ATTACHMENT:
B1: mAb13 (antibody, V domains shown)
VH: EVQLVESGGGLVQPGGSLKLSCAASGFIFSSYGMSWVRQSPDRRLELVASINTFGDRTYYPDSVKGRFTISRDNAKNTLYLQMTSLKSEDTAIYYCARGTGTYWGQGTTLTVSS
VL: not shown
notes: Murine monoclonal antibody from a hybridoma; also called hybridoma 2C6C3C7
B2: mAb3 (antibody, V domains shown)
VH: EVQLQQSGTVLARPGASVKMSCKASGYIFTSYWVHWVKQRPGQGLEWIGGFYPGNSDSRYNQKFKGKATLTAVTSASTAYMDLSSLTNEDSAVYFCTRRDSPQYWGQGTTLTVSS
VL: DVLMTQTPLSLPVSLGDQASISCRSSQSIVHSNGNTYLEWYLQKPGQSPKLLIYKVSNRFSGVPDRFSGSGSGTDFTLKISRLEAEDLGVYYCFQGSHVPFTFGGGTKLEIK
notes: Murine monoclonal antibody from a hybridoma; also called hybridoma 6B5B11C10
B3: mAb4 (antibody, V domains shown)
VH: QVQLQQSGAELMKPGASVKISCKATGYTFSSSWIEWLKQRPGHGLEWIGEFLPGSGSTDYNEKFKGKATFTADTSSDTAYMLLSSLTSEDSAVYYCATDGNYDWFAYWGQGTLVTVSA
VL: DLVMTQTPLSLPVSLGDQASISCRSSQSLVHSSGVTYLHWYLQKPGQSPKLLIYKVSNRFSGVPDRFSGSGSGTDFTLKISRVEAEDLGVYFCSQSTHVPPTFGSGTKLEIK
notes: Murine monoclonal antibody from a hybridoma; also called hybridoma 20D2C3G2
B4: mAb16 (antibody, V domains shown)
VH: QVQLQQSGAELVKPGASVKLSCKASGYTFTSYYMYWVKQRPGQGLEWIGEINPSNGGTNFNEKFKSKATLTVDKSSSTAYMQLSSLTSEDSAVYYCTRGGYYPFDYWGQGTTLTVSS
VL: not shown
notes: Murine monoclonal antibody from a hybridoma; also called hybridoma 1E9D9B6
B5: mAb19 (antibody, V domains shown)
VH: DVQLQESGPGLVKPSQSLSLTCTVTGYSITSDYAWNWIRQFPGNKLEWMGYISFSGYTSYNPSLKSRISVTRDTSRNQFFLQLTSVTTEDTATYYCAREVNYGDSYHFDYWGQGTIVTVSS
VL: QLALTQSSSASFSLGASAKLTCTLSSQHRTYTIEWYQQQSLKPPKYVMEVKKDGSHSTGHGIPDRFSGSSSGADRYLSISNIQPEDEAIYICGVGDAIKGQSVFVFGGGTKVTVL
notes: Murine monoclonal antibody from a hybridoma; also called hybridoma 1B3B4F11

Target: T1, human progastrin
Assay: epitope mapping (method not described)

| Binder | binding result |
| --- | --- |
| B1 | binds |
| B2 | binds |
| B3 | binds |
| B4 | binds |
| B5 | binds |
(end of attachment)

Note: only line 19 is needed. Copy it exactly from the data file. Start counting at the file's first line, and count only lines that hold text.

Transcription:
VL: QLALTQSSSASFSLGASAKLTCTLSSQHRTYTIEWYQQQSLKPPKYVMEVKKDGSHSTGHGIPDRFSGSSSGADRYLSISNIQPEDEAIYICGVGDAIKGQSVFVFGGGTKVTVL